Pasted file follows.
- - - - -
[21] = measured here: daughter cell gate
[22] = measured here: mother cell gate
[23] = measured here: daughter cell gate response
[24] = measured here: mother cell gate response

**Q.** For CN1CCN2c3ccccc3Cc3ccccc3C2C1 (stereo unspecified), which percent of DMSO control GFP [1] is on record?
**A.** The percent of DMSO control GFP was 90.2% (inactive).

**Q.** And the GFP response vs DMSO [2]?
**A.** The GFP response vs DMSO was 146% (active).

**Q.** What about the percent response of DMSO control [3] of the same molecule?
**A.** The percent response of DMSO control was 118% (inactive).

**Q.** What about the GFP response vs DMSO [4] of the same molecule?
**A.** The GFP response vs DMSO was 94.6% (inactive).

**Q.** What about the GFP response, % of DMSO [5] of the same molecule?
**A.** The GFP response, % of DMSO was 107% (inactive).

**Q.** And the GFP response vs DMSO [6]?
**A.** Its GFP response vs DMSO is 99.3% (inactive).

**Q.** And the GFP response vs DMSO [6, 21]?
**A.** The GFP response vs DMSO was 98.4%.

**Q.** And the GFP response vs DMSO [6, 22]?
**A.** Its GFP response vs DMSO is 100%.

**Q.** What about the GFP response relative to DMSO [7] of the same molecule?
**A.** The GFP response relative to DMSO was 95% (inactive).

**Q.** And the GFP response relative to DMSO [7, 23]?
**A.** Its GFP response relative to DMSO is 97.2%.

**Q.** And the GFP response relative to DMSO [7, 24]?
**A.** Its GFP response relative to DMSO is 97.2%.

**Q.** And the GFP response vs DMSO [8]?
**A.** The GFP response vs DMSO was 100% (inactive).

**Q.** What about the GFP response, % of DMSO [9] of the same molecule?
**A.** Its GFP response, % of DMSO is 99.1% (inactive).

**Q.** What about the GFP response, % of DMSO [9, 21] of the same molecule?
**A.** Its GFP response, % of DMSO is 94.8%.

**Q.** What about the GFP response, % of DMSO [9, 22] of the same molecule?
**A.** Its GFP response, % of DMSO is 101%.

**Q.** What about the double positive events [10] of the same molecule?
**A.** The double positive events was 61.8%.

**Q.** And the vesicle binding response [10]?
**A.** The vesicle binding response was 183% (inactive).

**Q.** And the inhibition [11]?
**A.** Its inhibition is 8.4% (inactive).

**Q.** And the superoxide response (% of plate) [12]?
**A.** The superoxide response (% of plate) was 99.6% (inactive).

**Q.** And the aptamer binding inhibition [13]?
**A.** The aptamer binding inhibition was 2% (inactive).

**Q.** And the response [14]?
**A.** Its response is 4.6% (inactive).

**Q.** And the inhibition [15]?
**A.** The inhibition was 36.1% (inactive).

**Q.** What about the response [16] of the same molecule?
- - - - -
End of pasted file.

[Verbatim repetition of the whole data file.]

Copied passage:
[21] = measured here: daughter cell gate
[22] = measured here: mother cell gate
[23] = measured here: daughter cell gate response
[24] = measured here: mother cell gate response

**Q.** For CN1CCN2c3ccccc3Cc3ccccc3C2C1 (stereo unspecified), which percent of DMSO control GFP [1] is on record?
**A.** The percent of DMSO control GFP was 90.2% (inactive).

**Q.** And the GFP response vs DMSO [2]?
**A.** The GFP response vs DMSO was 146% (active).

**Q.** What about the percent response of DMSO control [3] of the same molecule?
**A.** The percent response of DMSO control was 118% (inactive).

**Q.** What about the GFP response vs DMSO [4] of the same molecule?
**A.** The GFP response vs DMSO was 94.6% (inactive).

**Q.** What about the GFP response, % of DMSO [5] of the same molecule?
**A.** The GFP response, % of DMSO was 107% (inactive).

**Q.** And the GFP response vs DMSO [6]?
**A.** Its GFP response vs DMSO is 99.3% (inactive).

**Q.** And the GFP response vs DMSO [6, 21]?
**A.** The GFP response vs DMSO was 98.4%.

**Q.** And the GFP response vs DMSO [6, 22]?
**A.** Its GFP response vs DMSO is 100%.

**Q.** What about the GFP response relative to DMSO [7] of the same molecule?
**A.** The GFP response relative to DMSO was 95% (inactive).

**Q.** And the GFP response relative to DMSO [7, 23]?
**A.** Its GFP response relative to DMSO is 97.2%.

**Q.** And the GFP response relative to DMSO [7, 24]?
**A.** Its GFP response relative to DMSO is 97.2%.

**Q.** And the GFP response vs DMSO [8]?
**A.** The GFP response vs DMSO was 100% (inactive).

**Q.** What about the GFP response, % of DMSO [9] of the same molecule?
**A.** Its GFP response, % of DMSO is 99.1% (inactive).

**Q.** What about the GFP response, % of DMSO [9, 21] of the same molecule?
**A.** Its GFP response, % of DMSO is 94.8%.

**Q.** What about the GFP response, % of DMSO [9, 22] of the same molecule?
**A.** Its GFP response, % of DMSO is 101%.

**Q.** What about the double positive events [10] of the same molecule?
**A.** The double positive events was 61.8%.

**Q.** And the vesicle binding response [10]?
**A.** The vesicle binding response was 183% (inactive).

**Q.** And the inhibition [11]?
**A.** Its inhibition is 8.4% (inactive).

**Q.** And the superoxide response (% of plate) [12]?
**A.** The superoxide response (% of plate) was 99.6% (inactive).

**Q.** And the aptamer binding inhibition [13]?
**A.** The aptamer binding inhibition was 2% (inactive).

**Q.** And the response [14]?
**A.** Its response is 4.6% (inactive).

**Q.** And the inhibition [15]?
**A.** The inhibition was 36.1% (inactive).

**Q.** What about the response [16] of the same molecule?